A New Reading of a Famous Picture

A New Reading of a Famous Picture. From English Society. Sketched by George du Maurier. Click on image to enlarge it.

“Oh, look, grandpapa! Poor things . . . they’re burying the baby!”

The young boy and his grandfather are looking at Jean-François Millet’s L'Angélus [The Angelus] (1857-59), which is now in the Musée d'Orsay, Paris. The museum website explains that “A man and a woman are reciting the Angelus, a prayer which commemorates the annunciation made to Mary by the angel Gabriel. They have stopped digging potatoes and all the tools used for this task – the potato fork, the basket, the sacks and the wheelbarrow – are strewn around them. In 1865, Millet said: ‘The idea for The Angelus came to me because I remembered that my grandmother, hearing the church bell ringing while we were working in the fields, always made us stop work to say the Angelus prayer for the poor departed’. So it was a childhood memory which was behind the painting and not the desire to glorify some religious feeling.” Since there is no baby in the picture, the child has obviously misread the potatoes as a child in the basket, but he seems to have discerned the main point or feeling of Millet’s painting. Is the joke therefore on du Maurier?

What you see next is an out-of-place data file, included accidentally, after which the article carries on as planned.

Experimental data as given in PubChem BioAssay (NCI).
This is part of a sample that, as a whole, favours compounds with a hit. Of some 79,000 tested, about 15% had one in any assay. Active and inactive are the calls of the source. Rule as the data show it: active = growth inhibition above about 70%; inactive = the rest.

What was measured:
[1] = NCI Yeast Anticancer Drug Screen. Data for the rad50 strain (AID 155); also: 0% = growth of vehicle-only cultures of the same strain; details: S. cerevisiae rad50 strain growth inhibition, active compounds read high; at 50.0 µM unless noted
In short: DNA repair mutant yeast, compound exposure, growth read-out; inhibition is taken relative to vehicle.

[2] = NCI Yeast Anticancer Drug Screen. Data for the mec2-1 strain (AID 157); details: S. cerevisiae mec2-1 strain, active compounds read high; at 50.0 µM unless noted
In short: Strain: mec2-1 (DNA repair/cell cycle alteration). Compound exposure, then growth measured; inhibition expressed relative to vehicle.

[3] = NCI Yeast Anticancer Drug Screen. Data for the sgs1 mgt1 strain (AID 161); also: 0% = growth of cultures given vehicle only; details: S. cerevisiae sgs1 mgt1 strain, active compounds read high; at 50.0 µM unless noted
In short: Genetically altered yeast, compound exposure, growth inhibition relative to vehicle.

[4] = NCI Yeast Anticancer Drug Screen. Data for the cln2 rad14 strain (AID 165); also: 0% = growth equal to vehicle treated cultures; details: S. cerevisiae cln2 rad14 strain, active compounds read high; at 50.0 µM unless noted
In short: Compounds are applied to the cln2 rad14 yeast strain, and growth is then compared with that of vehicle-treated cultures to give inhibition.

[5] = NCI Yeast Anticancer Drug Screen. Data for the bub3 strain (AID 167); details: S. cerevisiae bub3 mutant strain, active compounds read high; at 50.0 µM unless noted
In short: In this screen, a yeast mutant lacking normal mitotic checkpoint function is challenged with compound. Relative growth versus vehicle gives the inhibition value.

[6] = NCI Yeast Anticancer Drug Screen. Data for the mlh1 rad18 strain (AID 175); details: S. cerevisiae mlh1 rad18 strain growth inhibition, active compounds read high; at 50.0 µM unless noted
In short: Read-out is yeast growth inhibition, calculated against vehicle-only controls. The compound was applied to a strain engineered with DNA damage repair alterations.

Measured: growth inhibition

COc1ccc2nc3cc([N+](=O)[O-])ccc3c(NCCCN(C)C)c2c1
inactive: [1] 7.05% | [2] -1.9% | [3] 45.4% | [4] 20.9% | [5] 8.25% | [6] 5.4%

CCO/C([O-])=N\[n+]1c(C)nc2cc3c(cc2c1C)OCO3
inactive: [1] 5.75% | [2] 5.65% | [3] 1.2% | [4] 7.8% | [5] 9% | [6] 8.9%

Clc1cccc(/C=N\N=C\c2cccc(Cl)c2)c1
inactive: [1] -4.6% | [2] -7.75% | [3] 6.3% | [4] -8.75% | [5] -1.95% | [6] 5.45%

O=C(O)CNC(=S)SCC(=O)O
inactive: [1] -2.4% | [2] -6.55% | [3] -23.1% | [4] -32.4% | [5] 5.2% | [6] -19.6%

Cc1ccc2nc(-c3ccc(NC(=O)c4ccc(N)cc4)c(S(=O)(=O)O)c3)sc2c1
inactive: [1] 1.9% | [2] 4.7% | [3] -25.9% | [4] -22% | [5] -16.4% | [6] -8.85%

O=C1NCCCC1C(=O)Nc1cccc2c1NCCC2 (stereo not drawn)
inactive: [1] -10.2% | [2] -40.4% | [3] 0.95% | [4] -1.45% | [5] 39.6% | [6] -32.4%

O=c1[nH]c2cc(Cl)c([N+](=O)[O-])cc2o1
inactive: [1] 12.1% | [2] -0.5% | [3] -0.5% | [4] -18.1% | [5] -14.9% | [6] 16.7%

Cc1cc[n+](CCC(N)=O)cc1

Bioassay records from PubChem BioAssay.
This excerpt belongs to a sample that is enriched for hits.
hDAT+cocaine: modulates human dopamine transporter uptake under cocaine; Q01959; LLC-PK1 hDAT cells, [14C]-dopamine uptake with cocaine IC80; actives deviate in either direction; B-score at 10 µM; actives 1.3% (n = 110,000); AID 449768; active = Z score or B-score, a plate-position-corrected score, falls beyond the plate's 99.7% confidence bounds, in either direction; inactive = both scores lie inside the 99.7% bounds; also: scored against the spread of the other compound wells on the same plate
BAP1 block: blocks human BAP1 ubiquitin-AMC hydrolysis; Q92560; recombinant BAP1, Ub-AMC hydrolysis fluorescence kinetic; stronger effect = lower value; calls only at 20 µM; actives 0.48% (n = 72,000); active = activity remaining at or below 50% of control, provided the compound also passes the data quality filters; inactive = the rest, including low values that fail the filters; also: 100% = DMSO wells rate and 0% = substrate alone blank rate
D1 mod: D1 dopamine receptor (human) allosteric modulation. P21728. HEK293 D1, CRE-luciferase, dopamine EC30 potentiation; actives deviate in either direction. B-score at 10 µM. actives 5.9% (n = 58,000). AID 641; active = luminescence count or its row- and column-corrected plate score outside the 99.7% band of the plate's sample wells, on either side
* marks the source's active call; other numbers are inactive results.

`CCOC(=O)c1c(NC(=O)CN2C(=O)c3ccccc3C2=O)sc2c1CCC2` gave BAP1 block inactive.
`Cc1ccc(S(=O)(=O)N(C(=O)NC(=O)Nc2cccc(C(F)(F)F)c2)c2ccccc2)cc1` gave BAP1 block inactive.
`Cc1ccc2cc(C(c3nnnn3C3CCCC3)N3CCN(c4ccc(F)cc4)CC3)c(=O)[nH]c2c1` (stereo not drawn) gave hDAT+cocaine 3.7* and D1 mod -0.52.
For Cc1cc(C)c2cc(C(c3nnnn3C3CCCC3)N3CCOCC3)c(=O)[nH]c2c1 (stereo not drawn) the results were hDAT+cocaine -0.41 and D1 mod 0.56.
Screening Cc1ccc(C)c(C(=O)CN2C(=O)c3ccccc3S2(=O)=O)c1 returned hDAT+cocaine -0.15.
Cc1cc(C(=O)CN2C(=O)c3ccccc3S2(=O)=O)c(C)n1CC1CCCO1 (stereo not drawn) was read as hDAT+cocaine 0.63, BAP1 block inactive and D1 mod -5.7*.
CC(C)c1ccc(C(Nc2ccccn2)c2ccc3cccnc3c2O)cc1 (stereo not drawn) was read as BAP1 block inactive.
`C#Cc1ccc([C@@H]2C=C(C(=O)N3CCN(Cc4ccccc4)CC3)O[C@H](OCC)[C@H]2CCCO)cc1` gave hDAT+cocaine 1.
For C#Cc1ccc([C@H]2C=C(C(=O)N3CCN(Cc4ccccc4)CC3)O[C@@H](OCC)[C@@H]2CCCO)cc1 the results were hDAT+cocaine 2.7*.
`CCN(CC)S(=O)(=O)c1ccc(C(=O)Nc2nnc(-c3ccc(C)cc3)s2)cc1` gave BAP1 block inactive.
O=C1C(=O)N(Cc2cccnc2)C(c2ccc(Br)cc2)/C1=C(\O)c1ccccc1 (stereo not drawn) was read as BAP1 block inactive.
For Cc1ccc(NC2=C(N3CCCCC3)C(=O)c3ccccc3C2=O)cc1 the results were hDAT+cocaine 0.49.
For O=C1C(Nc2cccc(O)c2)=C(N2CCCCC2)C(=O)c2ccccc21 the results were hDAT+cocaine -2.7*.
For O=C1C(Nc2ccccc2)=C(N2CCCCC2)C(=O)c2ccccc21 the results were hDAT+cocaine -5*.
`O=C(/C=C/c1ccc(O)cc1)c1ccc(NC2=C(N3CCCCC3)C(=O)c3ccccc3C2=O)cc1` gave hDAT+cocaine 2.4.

du Maurier’s Cartoons about Children

Looking at and Interpreting Works of Art

Scanned image and text by George P. Landow [You may use this image without prior permission for any scholarly or educational purpose as long as you (1) credit the person who scanned the image and (2) link your document to this URL in a web document or cite the Victorian Web in a print one.]


English Society. Sketched by George du Maurier. New York: Harper and Brothers, 1897.

Created 1 July 2001

Last modified 30 April 2020